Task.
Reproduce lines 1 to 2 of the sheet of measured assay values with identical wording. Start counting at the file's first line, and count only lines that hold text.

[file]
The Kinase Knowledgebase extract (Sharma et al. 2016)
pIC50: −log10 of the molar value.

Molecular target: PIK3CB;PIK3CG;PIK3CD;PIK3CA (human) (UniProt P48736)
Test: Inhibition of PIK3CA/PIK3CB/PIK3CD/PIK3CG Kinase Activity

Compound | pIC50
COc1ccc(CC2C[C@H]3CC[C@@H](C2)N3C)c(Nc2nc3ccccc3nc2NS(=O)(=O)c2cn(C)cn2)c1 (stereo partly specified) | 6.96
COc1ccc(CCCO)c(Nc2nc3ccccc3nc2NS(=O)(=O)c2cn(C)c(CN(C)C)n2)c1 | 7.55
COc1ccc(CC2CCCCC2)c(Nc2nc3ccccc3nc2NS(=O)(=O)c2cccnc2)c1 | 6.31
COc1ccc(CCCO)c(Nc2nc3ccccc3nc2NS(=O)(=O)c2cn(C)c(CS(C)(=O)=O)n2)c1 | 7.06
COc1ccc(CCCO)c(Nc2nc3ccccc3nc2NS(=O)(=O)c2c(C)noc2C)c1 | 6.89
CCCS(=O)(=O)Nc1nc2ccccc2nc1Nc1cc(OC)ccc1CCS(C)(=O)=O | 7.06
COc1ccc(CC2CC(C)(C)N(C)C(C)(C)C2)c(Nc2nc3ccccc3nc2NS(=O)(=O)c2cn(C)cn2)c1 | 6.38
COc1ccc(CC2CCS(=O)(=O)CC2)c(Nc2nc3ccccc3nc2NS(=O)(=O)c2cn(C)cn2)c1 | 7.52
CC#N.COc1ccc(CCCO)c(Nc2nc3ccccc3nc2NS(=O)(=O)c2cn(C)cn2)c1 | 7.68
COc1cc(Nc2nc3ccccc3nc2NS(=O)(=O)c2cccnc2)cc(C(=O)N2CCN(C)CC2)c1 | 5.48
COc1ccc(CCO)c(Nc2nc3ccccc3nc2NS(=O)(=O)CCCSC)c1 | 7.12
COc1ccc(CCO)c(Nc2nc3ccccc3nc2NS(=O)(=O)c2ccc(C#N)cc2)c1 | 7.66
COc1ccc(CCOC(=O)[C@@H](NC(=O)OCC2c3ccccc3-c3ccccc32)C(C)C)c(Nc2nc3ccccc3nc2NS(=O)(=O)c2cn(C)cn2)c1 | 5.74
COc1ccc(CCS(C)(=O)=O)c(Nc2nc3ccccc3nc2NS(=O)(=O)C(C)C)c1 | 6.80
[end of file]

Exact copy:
The Kinase Knowledgebase extract (Sharma et al. 2016)
pIC50: −log10 of the molar value.